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Nexen Eyes Up to 16 Wells in Horn River Basin by Year's End

Nexen Inc., which locked up a position in the emerging Horn River Basin of British Columbia earlier this year, is setting aside more money to drill up to 16 natural gas wells in the play by the end of the year.

The Calgary-based producer, which announced its earnings results Thursday, is bumping up its capital spending across the board to develop several projects worldwide, including its leasehold at Dilly Creek in British Columbia. Nexen has accumulated more than 123,000 net ares in the basin over the past 18 months in lands that run parallel to a joint venture of EnCana Corp. and Apache Corp. (see NGI, April 28).

During a conference call Thursday, CFO Marvin Romanow told energy analysts that capital spending this year will jump another C$600-800 million to "allow us to accelerate shale gas, coalbed methane and shallow gas projects in Western Canada, along with development drilling in Yemen and the development of Usan in offshore West Africa."

Of the total, about C$150 million has been set aside for its gas projects. Total capital spending this year is expected to be C$3-3.2 billion, up from an earlier budget of C$2.4 billion.

"We expect this additional investment will add between 4,000 and 6,000 boe/d to our 2008 exit volumes, and bring our total capital investment program for 2008 to between C$3 billion and C$3.2 billion," Romanow said.

Nexen, whose worldwide portfolio includes oil and gas assets spread onshore and offshore North America, has a strategy that "focuses on identifying resource opportunities and moving early to build an asset base," the CFO said. "A great example of this is our Horn River shale gas position. Our Horn River basin in northeast British Columbia has the potential to become one of the most significant shale gas plays in North America and has been frequently compared to the Barnett Shale in Texas."

To quickly commercialize its Horn River stake, Nexen has to "build some infrastructure, so we've got some road cost; we've got some pipeline cost, and we've got to line up equipment for the winter program, and we'll start that winter program thoroughly," Romanow told analysts. "One of things we are trying to do here is accelerate our knowledge.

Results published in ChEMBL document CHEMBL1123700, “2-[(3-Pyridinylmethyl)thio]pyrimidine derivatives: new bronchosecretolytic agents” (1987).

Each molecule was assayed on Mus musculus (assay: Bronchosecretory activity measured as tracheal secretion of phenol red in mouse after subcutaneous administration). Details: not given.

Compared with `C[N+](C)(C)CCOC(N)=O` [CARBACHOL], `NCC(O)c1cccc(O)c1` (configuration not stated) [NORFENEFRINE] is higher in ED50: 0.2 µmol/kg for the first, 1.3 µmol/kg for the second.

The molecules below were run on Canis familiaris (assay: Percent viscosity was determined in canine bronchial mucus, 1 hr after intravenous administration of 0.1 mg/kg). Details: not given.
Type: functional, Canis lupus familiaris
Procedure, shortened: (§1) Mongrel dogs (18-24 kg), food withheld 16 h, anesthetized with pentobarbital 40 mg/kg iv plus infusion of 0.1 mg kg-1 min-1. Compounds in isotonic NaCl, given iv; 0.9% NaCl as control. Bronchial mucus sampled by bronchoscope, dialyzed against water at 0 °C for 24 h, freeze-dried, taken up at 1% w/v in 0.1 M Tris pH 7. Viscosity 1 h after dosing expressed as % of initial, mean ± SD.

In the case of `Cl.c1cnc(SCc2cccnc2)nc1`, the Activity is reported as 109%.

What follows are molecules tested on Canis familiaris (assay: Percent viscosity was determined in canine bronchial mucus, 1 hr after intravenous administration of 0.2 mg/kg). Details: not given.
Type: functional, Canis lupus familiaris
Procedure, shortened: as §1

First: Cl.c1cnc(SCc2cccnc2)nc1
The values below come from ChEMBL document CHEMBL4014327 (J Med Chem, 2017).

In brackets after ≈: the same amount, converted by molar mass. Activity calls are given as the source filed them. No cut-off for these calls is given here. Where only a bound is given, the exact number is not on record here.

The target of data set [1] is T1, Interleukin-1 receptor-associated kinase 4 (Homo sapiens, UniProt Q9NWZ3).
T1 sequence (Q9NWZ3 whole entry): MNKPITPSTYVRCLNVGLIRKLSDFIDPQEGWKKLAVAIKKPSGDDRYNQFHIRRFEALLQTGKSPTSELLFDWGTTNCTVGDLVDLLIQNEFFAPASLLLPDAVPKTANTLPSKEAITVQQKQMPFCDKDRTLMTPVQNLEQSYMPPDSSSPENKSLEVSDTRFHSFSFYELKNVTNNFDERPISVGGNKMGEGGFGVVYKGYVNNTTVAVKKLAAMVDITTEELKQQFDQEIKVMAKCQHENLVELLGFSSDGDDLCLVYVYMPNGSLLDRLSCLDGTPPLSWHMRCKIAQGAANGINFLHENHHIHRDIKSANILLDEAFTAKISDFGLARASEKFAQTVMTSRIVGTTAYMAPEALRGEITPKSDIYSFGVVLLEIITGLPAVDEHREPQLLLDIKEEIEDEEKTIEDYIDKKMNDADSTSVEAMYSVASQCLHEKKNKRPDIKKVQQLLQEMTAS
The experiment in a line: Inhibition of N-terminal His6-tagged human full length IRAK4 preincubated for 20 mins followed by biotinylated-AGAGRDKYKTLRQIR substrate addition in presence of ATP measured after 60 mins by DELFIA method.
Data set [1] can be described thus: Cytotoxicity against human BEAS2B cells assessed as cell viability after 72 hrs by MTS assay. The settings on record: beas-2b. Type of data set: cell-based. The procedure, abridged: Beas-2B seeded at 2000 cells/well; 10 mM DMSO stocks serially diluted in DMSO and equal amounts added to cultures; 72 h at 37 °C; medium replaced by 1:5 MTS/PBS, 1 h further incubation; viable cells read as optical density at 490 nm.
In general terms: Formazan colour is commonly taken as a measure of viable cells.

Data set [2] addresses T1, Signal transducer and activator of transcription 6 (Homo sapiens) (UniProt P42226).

The Dilly Creek winter drilling program has some "real opportunities, and we are going to go as fast as we can to define the opportunity and move toward commerciality," he said.

Nexen's Dilly Creek leasehold is estimated to contain 3-6 Tcf, and "that's roughly 0.5-1.0 billion barrels of oil equivalent of recoverable contingent resource," Romanow said. "This could double our total proved reserves of the company," but "further appraisal activity is required before these estimates can be finalized and commerciality established."

Nexen now has one horizontal well and one vertical well tied in, and the two wells each are producing around 2 MMcf/d, said CEO Charlie Fischer, who also participated in the conference call.

"The horizontal is a well that we had completed using two frac segments. and what we are seeing is about that when we look across the industry results, we've got 1 MMcf/d capacity on initial production from a frac segment," Fischer said. "So, it lines up with that. And when we look this summer with the two wells, we will be looking at significantly more frac segments to try and confirm that work."

If Nexen drills a few wells this summer and ties them back, "we could see 6 MMcf/d coming in the early stages from those wells," said Fischer. "If we drill as many as 16 this winter, we'll have a lot of gas coming from that. So we think with the takeaway capacity that we have matched up with the processing capability at Fort Nelson [in British Columbia], it will get us through all of these early stages of evaluation, allow us to complete the wells, put them on long-term test where we are selling the gas, that it gives us the sense as to what those decline curves are going to look like so that it will be easier for us to determine commerciality with some history."

Nexen's profit rose 3.3% in 2Q2007 after stock-based compensation costs failed to overcome higher commodity prices. Net income rose to C$380 million (C70 cents/share), up from C$368 million (C68 cents) in 2Q2007.

Natural gas output rose 13% to 244 MMcf/d in the quarter. Oil and gas production averaged 254,000 boe/d (211,000 boe/d after royalties) in the period, which was down from the first three months. Nexen blamed the shut down of a pipeline in the United Kingdom and a strike at a refinery in Scotland, which required it to shut-in some North Sea production. However, the company said it remains on track to meet its annual production guidance.

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